Putting a Griselbrand into play on turn one feels pretty unfair, and this deck can do it a lot. With Standard in flux Legacy seems to be in the spotlight, especially with Grand Prix Vegas having Legacy as its first GP format. For players who don't have a ton of Legacy experience this deck is an especially good choice because you don't need to worry too much about what the opponent is doing. Game one you will be ahead of most matchups, but after board many decks do bring in graveyard hate, which is something to watch out for. This is what I am considering playing in Vegas:

This is a traditional combo deck, but luckily it has a lot of redundancy. For instance, there isn't just one card in the deck that Reanimates creatures, there are a full 12 of them, so despite what these games might show, you are likely to draw one. There are also multiple ways to get a creature into the graveyard, whether it be discarding one from your hand, or straight up finding one with an Entomb. When looking at an opening hand I like to check to see if I have a way to put a creature in the graveyard alongside a reanimation spell, and at least one land. If you have all those your hand will normally be a keep.

The games with this deck are going to be quick — that's what you are getting yourself into when playing a Legacy combo deck. This magnifies each decision you make that much more, since the first few turns are so important. Against some decks that have no way to interact with what you are doing the games are pretty easy. The Delver matchups can be tricky, because you need to try and play around countermagic if possible. Sometimes it isn't possible though, and you simply need to go for the win and hope they don't have it. Other combo decks tend to be good matchups since Black-Red Reanimator wins faster most of the time. I have never seen Bogles before in Legacy, but it doesn't seem that good from the games we played.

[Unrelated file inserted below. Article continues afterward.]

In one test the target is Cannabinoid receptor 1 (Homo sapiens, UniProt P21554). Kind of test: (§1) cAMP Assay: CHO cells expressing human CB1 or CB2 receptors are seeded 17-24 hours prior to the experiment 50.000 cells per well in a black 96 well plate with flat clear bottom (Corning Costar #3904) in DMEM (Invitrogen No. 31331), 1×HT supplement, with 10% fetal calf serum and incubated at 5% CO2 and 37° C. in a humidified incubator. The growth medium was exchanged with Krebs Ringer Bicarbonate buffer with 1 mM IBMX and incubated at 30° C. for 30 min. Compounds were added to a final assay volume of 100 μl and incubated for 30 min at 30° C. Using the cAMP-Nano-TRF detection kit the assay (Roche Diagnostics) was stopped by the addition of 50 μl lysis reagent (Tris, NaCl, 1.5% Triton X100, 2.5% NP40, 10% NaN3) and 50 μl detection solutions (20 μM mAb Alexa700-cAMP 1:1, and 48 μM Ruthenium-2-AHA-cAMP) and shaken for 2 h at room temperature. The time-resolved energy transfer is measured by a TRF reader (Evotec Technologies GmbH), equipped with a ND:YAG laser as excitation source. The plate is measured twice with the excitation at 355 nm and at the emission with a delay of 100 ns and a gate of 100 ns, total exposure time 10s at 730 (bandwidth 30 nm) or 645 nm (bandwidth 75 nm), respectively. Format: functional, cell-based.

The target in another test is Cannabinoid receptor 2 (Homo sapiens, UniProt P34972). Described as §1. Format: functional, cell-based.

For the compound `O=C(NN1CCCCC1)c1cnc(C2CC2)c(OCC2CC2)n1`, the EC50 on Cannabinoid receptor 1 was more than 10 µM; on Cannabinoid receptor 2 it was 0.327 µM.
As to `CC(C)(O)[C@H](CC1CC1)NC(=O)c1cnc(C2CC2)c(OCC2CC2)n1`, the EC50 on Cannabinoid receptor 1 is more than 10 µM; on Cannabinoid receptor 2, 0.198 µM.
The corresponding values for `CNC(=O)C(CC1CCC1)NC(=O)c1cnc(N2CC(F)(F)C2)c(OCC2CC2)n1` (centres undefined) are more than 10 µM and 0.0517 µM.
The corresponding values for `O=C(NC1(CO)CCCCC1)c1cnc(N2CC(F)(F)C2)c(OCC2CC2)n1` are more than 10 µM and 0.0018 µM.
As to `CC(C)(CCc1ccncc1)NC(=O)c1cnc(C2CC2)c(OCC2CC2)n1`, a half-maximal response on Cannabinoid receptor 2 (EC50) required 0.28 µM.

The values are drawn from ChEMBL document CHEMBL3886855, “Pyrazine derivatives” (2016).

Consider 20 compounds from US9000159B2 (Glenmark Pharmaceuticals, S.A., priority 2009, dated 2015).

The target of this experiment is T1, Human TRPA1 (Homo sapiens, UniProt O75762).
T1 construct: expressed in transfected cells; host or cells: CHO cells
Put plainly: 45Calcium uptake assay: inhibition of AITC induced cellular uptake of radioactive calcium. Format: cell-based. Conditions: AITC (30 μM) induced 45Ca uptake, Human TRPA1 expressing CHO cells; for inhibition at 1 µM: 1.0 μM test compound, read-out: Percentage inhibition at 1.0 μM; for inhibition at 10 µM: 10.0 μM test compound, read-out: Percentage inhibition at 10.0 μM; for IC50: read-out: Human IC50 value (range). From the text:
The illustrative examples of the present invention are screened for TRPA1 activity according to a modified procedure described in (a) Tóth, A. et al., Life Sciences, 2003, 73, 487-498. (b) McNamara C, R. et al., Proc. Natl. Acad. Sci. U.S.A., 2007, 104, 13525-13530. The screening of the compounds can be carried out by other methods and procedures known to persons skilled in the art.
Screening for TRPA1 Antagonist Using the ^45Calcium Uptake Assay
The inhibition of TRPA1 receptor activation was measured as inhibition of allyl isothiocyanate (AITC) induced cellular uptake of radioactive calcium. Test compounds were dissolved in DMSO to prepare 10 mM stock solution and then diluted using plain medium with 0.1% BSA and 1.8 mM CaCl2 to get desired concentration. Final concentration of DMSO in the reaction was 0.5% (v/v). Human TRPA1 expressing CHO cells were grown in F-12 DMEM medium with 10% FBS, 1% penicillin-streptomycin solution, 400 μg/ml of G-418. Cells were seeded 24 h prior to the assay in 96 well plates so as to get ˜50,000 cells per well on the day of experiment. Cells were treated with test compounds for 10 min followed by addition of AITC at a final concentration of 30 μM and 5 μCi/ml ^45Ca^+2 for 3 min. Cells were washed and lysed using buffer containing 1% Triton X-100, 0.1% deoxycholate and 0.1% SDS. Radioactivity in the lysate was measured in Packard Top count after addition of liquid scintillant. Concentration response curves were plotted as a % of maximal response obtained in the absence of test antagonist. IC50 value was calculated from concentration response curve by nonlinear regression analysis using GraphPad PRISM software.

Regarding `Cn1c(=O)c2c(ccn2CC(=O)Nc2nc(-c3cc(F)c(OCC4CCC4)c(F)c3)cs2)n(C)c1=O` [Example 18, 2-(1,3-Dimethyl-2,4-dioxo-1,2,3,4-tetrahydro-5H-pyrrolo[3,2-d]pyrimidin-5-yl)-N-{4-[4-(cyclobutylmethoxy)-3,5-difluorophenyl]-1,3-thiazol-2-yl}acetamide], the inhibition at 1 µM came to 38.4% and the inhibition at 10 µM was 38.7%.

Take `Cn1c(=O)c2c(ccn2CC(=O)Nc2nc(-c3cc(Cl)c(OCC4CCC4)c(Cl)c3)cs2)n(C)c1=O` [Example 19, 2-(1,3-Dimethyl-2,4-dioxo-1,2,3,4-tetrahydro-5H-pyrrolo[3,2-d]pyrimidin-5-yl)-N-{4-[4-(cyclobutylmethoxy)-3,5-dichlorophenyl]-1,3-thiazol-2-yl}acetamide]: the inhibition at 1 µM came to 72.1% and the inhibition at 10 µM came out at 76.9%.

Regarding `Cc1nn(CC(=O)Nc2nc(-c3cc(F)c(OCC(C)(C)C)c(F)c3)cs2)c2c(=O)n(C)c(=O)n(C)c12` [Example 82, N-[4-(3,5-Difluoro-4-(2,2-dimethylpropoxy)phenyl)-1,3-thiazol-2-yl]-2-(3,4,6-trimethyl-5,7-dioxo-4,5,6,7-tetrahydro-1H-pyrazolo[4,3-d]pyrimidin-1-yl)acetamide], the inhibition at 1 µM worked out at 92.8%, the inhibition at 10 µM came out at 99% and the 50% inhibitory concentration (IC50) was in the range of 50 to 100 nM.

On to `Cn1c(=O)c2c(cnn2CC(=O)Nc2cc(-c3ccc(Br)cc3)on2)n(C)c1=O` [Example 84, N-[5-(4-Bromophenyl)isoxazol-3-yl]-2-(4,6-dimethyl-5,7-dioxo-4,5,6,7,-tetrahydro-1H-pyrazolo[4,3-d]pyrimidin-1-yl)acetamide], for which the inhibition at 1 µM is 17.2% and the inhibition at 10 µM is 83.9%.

Some players already have their pet deck in Legacy and will just play that, but for those looking for something new this is a great list. Putting a huge creature into play on turn one isn't something we see in Modern, because it is too powerful for that format to do. Legacy is a format where you can do some pretty broken things, and this deck showcases that nicely. The games are often pretty lopsided so when you are winning it feels great, but if you can't get a creature into play during the first few turns games can be frustrating.

Thanks for reading,
Seth Manfield